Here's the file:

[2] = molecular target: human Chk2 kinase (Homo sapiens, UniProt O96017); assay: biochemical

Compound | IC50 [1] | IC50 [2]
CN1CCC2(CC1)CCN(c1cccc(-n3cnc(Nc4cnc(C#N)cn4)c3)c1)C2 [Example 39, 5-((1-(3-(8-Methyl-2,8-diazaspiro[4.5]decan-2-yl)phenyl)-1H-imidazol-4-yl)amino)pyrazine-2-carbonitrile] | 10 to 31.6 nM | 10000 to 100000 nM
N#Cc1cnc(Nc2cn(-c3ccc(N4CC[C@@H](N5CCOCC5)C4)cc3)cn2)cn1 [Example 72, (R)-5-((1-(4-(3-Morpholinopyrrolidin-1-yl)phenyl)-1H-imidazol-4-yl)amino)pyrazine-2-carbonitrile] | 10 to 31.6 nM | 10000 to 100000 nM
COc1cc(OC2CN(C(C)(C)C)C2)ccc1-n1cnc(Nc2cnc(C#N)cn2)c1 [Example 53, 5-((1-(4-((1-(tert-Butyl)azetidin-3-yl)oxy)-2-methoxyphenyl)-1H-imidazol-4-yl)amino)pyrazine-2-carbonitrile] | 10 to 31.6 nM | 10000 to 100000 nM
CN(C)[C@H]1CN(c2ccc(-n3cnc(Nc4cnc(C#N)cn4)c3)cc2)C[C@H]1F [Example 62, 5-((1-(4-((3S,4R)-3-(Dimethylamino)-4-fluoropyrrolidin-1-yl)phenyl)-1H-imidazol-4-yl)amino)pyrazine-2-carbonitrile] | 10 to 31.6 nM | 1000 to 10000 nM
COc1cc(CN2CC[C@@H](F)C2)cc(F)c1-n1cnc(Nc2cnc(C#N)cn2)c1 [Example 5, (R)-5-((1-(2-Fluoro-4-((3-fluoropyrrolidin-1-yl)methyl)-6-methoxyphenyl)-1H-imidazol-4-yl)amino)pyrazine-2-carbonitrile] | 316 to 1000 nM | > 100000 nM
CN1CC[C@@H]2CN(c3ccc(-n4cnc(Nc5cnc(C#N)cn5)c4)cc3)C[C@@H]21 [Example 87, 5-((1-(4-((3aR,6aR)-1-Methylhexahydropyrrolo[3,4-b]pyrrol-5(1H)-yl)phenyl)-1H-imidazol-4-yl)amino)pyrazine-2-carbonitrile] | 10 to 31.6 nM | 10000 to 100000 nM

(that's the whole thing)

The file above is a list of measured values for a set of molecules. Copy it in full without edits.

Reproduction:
[2] = molecular target: human Chk2 kinase (Homo sapiens, UniProt O96017); assay: biochemical

Compound | IC50 [1] | IC50 [2]
CN1CCC2(CC1)CCN(c1cccc(-n3cnc(Nc4cnc(C#N)cn4)c3)c1)C2 [Example 39, 5-((1-(3-(8-Methyl-2,8-diazaspiro[4.5]decan-2-yl)phenyl)-1H-imidazol-4-yl)amino)pyrazine-2-carbonitrile] | 10 to 31.6 nM | 10000 to 100000 nM
N#Cc1cnc(Nc2cn(-c3ccc(N4CC[C@@H](N5CCOCC5)C4)cc3)cn2)cn1 [Example 72, (R)-5-((1-(4-(3-Morpholinopyrrolidin-1-yl)phenyl)-1H-imidazol-4-yl)amino)pyrazine-2-carbonitrile] | 10 to 31.6 nM | 10000 to 100000 nM
COc1cc(OC2CN(C(C)(C)C)C2)ccc1-n1cnc(Nc2cnc(C#N)cn2)c1 [Example 53, 5-((1-(4-((1-(tert-Butyl)azetidin-3-yl)oxy)-2-methoxyphenyl)-1H-imidazol-4-yl)amino)pyrazine-2-carbonitrile] | 10 to 31.6 nM | 10000 to 100000 nM
CN(C)[C@H]1CN(c2ccc(-n3cnc(Nc4cnc(C#N)cn4)c3)cc2)C[C@H]1F [Example 62, 5-((1-(4-((3S,4R)-3-(Dimethylamino)-4-fluoropyrrolidin-1-yl)phenyl)-1H-imidazol-4-yl)amino)pyrazine-2-carbonitrile] | 10 to 31.6 nM | 1000 to 10000 nM
COc1cc(CN2CC[C@@H](F)C2)cc(F)c1-n1cnc(Nc2cnc(C#N)cn2)c1 [Example 5, (R)-5-((1-(2-Fluoro-4-((3-fluoropyrrolidin-1-yl)methyl)-6-methoxyphenyl)-1H-imidazol-4-yl)amino)pyrazine-2-carbonitrile] | 316 to 1000 nM | > 100000 nM
CN1CC[C@@H]2CN(c3ccc(-n4cnc(Nc5cnc(C#N)cn5)c4)cc3)C[C@@H]21 [Example 87, 5-((1-(4-((3aR,6aR)-1-Methylhexahydropyrrolo[3,4-b]pyrrol-5(1H)-yl)phenyl)-1H-imidazol-4-yl)amino)pyrazine-2-carbonitrile] | 10 to 31.6 nM | 10000 to 100000 nM